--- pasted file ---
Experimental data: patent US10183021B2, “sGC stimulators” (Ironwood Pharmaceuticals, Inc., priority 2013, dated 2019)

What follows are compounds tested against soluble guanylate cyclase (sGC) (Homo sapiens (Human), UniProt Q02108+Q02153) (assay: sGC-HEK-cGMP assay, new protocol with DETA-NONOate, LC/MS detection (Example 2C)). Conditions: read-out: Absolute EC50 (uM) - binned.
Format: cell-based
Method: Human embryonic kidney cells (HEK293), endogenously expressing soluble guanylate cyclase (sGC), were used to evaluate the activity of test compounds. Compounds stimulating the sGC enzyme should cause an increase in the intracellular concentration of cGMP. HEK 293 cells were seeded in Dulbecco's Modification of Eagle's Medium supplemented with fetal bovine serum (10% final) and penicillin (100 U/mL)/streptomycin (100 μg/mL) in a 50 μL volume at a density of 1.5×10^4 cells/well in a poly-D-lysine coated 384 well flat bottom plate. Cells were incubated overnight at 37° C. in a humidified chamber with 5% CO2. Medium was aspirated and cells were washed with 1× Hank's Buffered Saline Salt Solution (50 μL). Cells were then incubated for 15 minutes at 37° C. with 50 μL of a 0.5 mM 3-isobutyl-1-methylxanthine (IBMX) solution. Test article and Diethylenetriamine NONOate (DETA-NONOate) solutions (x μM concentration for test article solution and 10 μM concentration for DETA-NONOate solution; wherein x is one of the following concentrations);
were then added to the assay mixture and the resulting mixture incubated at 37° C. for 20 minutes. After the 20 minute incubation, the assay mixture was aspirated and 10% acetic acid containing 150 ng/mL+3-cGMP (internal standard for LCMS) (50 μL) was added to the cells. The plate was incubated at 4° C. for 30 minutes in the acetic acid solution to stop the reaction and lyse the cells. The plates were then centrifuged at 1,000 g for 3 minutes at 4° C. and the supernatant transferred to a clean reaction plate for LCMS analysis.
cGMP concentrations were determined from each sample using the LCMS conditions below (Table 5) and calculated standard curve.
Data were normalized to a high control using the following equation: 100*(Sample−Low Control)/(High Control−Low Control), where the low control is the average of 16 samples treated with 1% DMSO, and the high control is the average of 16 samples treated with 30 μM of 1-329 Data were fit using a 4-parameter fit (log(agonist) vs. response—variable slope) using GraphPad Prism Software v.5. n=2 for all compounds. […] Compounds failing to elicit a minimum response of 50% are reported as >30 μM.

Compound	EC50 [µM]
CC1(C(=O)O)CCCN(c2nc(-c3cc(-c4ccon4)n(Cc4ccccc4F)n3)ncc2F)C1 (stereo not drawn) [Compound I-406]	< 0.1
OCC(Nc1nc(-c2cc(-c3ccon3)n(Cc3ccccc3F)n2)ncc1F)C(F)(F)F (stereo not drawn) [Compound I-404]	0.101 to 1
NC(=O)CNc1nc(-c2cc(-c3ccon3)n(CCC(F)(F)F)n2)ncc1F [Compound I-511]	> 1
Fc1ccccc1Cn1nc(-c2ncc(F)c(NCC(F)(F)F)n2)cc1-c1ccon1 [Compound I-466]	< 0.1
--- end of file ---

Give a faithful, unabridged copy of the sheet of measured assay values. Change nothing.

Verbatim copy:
Experimental data: patent US10183021B2, “sGC stimulators” (Ironwood Pharmaceuticals, Inc., priority 2013, dated 2019)

What follows are compounds tested against soluble guanylate cyclase (sGC) (Homo sapiens (Human), UniProt Q02108+Q02153) (assay: sGC-HEK-cGMP assay, new protocol with DETA-NONOate, LC/MS detection (Example 2C)). Conditions: read-out: Absolute EC50 (uM) - binned.
Format: cell-based
Method: Human embryonic kidney cells (HEK293), endogenously expressing soluble guanylate cyclase (sGC), were used to evaluate the activity of test compounds. Compounds stimulating the sGC enzyme should cause an increase in the intracellular concentration of cGMP. HEK 293 cells were seeded in Dulbecco's Modification of Eagle's Medium supplemented with fetal bovine serum (10% final) and penicillin (100 U/mL)/streptomycin (100 μg/mL) in a 50 μL volume at a density of 1.5×10^4 cells/well in a poly-D-lysine coated 384 well flat bottom plate. Cells were incubated overnight at 37° C. in a humidified chamber with 5% CO2. Medium was aspirated and cells were washed with 1× Hank's Buffered Saline Salt Solution (50 μL). Cells were then incubated for 15 minutes at 37° C. with 50 μL of a 0.5 mM 3-isobutyl-1-methylxanthine (IBMX) solution. Test article and Diethylenetriamine NONOate (DETA-NONOate) solutions (x μM concentration for test article solution and 10 μM concentration for DETA-NONOate solution; wherein x is one of the following concentrations);
were then added to the assay mixture and the resulting mixture incubated at 37° C. for 20 minutes. After the 20 minute incubation, the assay mixture was aspirated and 10% acetic acid containing 150 ng/mL+3-cGMP (internal standard for LCMS) (50 μL) was added to the cells. The plate was incubated at 4° C. for 30 minutes in the acetic acid solution to stop the reaction and lyse the cells. The plates were then centrifuged at 1,000 g for 3 minutes at 4° C. and the supernatant transferred to a clean reaction plate for LCMS analysis.
cGMP concentrations were determined from each sample using the LCMS conditions below (Table 5) and calculated standard curve.
Data were normalized to a high control using the following equation: 100*(Sample−Low Control)/(High Control−Low Control), where the low control is the average of 16 samples treated with 1% DMSO, and the high control is the average of 16 samples treated with 30 μM of 1-329 Data were fit using a 4-parameter fit (log(agonist) vs. response—variable slope) using GraphPad Prism Software v.5. n=2 for all compounds. […] Compounds failing to elicit a minimum response of 50% are reported as >30 μM.

Compound	EC50 [µM]
CC1(C(=O)O)CCCN(c2nc(-c3cc(-c4ccon4)n(Cc4ccccc4F)n3)ncc2F)C1 (stereo not drawn) [Compound I-406]	< 0.1
OCC(Nc1nc(-c2cc(-c3ccon3)n(Cc3ccccc3F)n2)ncc1F)C(F)(F)F (stereo not drawn) [Compound I-404]	0.101 to 1
NC(=O)CNc1nc(-c2cc(-c3ccon3)n(CCC(F)(F)F)n2)ncc1F [Compound I-511]	> 1
Fc1ccccc1Cn1nc(-c2ncc(F)c(NCC(F)(F)F)n2)cc1-c1ccon1 [Compound I-466]	< 0.1